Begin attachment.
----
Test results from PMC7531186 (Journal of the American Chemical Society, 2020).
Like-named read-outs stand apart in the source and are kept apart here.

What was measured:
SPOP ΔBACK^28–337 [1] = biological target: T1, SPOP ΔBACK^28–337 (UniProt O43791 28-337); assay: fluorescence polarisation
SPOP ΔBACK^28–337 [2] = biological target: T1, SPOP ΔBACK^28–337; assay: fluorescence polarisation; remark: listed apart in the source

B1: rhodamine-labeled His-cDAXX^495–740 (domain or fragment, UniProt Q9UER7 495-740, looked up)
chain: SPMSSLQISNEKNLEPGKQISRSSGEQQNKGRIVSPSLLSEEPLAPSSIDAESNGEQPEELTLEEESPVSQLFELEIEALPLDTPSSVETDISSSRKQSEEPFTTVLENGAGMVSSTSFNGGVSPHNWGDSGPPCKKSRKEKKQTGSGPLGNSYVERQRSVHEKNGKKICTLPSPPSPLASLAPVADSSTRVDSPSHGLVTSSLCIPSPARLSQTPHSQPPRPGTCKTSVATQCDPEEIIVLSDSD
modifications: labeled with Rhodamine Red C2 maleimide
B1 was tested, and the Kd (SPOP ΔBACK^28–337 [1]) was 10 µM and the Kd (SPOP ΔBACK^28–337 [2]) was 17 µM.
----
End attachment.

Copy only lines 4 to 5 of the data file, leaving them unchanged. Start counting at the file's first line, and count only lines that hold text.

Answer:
SPOP ΔBACK^28–337 [1] = biological target: T1, SPOP ΔBACK^28–337 (UniProt O43791 28-337); assay: fluorescence polarisation
SPOP ΔBACK^28–337 [2] = biological target: T1, SPOP ΔBACK^28–337; assay: fluorescence polarisation; remark: listed apart in the source